And two Catholic colleges are leading the way: 

Natural family planning has been having a bit of a moment.

Natural Cycles, a family planning app approved by the European Union as contraception, has been alternatively held up as both a savior and a scam. Research has rated the app 98 percent effective at preventing pregnancy, better than both condoms and the pill. The company raised $30 million in funding in 2017. But when a Stockholm hospital reported that nearly 6 percent of women seeking abortions there were using the app as their primary form of birth control, the company struggled with the resulting PR crisis.

Natural family planning methods, also called fertility awareness methods, involve tracking a woman’s fertile cycle and — to prevent pregnancy — abstaining from sex on days of high fertility (the process can be reversed for those trying to achieve pregnancy).

Both Marquette and Georgetown Universities have been, on a smaller scale, carving out their own part of that app space. The two Jesuit colleges have been involved in developing their own family planning methods, devices and phone apps. Roman Catholicism, like some other religions, eschews all other methods of birth control.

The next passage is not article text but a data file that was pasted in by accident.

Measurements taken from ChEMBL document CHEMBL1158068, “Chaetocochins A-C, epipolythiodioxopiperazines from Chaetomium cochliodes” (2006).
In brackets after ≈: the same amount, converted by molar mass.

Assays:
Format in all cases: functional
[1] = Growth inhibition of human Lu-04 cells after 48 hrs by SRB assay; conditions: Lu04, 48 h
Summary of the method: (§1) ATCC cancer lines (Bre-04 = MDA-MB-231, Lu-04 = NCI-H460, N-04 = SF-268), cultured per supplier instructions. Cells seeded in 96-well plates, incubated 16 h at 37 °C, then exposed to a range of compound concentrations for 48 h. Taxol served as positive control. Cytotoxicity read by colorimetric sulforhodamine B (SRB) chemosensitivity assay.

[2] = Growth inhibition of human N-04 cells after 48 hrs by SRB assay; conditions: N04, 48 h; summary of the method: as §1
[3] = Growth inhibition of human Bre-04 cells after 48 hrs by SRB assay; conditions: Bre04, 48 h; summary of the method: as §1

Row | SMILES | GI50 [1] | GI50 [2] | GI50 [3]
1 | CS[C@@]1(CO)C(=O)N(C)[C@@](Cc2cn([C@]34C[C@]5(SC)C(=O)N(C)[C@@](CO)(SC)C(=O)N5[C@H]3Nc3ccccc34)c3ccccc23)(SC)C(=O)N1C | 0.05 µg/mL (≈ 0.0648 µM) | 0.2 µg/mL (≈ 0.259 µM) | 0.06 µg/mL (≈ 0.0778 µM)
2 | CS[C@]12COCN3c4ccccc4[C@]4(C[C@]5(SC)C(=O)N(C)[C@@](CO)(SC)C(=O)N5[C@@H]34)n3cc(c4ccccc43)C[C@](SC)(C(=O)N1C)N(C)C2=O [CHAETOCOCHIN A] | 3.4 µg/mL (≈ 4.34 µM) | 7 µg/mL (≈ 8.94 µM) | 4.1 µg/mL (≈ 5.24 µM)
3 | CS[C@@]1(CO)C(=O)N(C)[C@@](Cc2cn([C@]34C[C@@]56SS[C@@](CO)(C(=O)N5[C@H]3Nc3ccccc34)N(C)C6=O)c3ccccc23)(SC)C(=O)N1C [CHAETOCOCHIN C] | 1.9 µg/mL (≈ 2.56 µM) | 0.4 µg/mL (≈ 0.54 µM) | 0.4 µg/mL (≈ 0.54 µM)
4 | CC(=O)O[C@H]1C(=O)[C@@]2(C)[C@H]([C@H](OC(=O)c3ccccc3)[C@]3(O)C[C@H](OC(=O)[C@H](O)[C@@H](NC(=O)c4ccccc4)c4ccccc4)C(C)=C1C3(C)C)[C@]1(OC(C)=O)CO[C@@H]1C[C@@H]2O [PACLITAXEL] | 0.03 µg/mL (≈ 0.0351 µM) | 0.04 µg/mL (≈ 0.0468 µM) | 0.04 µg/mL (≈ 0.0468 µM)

At Marquette, the Institute for Natural Family Planning created the Marquette Model in 1998. The method requires a woman to track her hormone levels with a urine monitor (it looks similar to a pregnancy test) and gives the option to input additional data, like body temperature and cervical mucus levels.

The institute now does research on the model’s efficacy and potential side effects and has also developed an app for couples. The Marquette Fertility app was launched in 2017 for both Apple and Android devices, though it will soon be taken down for redevelopment.

Georgetown’s Institute for Reproductive Health has been involved in the development of iCycleBeads, another fertility awareness app. Staff at the institute developed both the Standard Days Method and the CycleBeads device that the app is based on. The Standard Days Method involves abstaining from sex on days eight through 19 of a woman’s cycle, and the CycleBeads, a ring of colored beads with a movable rubber marker, are a device to help keep track of those days. Georgetown owns the patent on the beads, which it has licensed to Cycle Technologies, the creator of the app.

Georgetown also developed the TwoDay Method, now being used in Cycle Technologies’ 2Day family planning app.

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